Laura Ingalls Wilder Historic Highway: The Masters Hotel in Burr Oak, Iowa

While the Ingalls were in Walnut Grove they suffered through two years of devastating grasshopper plagues. Therefore, they decided to travel to Burr Oak, Iowa, to help manage the Masters Hotel. The hotel was owned by their friend from Walnut Grove, William Steadman. The Ingalls lived in Burr Oak from 1876 – 1877 (there is some discrepancy: some sources say it was 1876-1878). Burr Oak is often referred to as the “missing link” in the Little House book series because Laura did not write a book about their time there.

The Masters Hotel is somewhat unique. It is the only childhood home of Laura Ingalls Wilder that is still standing, and it is on its original site. The Masters Hotel building is on the National Register of Historic Places.

There is a small museum/visitors center in the old Burr Oak Bank building located across the street from the hotel site. They offer guided tours only of the hotel for a very reasonable price. Don’t worry. The tour guides are VERY knowledgeable, answer all your questions, very kind, and somewhat “laid back” by not being in any rush (well, we were not there during their peak season, so that might make a difference).

Burr Oak is located along the banks of Silver Creek in the northeast corner of Iowa. It is only about 40 miles from Spring Valley, Minnesota, another place on the Ingalls Historic Highway. In fact, depending on where you’re coming from or where you’re staying, you could do both of these stops in one day if you got an early start. Just be sure to call ahead to make sure of the hours each museum is open.

The town of Burr Oak was founded in 1851 and was a major crossroads of the area. It was not unusual to have over 200 covered wagons pass through the town daily. It was exciting times in the town when the Ingalls arrived. The whole family lived in one room in the hotel and helped run it. Charles Ingalls even did carpentry work on the hotel.

When Charles thought he wasn’t being paid enough, he decided to move his family to a small house not far from the hotel. Charles found work doing odd jobs and farm work. In 1877 Grace Pearl Ingalls was born in Burr Oak.

Like I said, the tour guides had a wealth of knowledge about the Ingalls’ time here as well as the history of the town. I can’t even begin to remember half of the information they shared. I do remember one thing though. When we walked in the front door of the hotel where guests checked in, she told us that any of the square head nails in the floor boards were the original nails in original boards (some floor boards have been replaced). That means that Charles Ingalls could have driven some of those nails!

Here are some my pictures. Be sure to zoom in to read any information included in the picture.

This picture is of the room you first walk into where guests would register and pay. Following this photo is some photos of original floor boards in the room and the square nails that are original nails.

No, that is NOT a gun that belonged to Charles Ingalls.

All of the rooms in the hotel were very small. Even though guest rooms only had one bed, there was usually three adults to a room. All three would sleep in one bed by sleeping across the bed with their legs off the bed and their feet usually resting on their luggage or travel bag or the floor.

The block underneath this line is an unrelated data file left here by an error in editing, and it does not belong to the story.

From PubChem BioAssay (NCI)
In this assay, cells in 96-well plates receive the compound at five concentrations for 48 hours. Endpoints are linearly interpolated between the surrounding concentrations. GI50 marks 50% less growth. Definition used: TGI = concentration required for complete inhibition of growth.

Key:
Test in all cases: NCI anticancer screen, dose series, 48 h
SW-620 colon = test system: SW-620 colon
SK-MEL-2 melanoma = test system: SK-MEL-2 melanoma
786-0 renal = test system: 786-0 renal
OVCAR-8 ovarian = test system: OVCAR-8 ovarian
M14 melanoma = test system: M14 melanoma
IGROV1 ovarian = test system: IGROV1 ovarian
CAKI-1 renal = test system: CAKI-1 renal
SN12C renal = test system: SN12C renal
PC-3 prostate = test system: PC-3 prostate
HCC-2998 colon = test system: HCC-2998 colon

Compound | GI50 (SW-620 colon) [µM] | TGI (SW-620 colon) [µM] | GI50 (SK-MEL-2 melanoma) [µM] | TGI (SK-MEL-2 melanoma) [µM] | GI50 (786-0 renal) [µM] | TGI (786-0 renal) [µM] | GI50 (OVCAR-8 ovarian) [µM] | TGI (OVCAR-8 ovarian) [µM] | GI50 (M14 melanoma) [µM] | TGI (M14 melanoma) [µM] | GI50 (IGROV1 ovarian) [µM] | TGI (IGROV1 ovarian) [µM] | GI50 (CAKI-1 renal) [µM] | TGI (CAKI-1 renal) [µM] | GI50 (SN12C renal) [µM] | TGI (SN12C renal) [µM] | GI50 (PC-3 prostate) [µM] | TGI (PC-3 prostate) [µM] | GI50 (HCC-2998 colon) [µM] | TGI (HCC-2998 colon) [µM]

NOTE: None of the furniture, furnishings, etc., in the hotel is originally from the hotel (unless noted by a sign placed on the piece). Most has been donated and is representative of what would have been there in the late 1800s – early 1900s.

This old pump organ was in the parlor, and it actually worked.

Guests rooms were upstairs and even smaller than the owners rooms on the main level.

Here you can see a bed set up for three people. Notice where the pillows are so they sleep across the bed. There is one suitcase on the floor for the person in the middle to rest his feet.

The next several pictures are of the kitchen, dining room, and the room in which the Ingalls slept (ALL five of them!) in the basement of the building. There is also a “mud/tool room” through which travelers would enter to take off muddy boots, etc.

Pantry.

Did you know they made a special horse shoe for horses when there is ice? I didn’t.

I also did not know that oxen wore shoes.

This is the room where the Ingalls slept – ALL five of them! (Note: Furnishings are NOT original. Furnishings are representative of that time period.)

There is a door on the left side of the mud/tool room to go outside to the backyard. There is a small garden planted with plants Ma might have been growing, Silver Creek runs through the backyard (it’s hard to see), a covered wagon, and the actual bell from the Congregational Church that the Ingalls attended and would have heard ring every Sunday. I didn’t ring this one; I let a man in our group ring it.

We visited several sites around the town: the site where the school the Ingalls children attended, the church site, and the site where the house in which Grace Ingalls was born. Plus we crossed a bridge over Silver Creek while exploring the town and found a little park.

This house with the brown roof sits on the site where the Ingalls girls attended school.

The site where the church they attended once stood.

This house and surrounding area is the site on which the house Grace Ingalls was born in once stood.

Some photos of Silver Creek. Notice the building across the creek on the left. That is the back of the Masters Hotel. I can imagine Laura wading in the creek every chance she got.

The tour guide told us a lot of stories about the Ingalls during their time in Burr Oak; too many to remember. One of the stories that interested me was about Laura and her friend. They would frequently “hang out” together and play, however, they also like to go to the cemetery and walk around looking at the grave markers. I thought that was unusual, but they didn’t have television, radio, cell phones, or even very many board games to occupy their time after all their chores were finished. We went by the cemetery and looked at some of the headstones that would have been there when Laura and her friend were there. Who knows, maybe we stood in the exact spot where Laura once stood. The cemetery also has a famous, huge Burr Oak tree on the hill. It’s a beautiful tree and a lovely area to sit and ponder the things of life.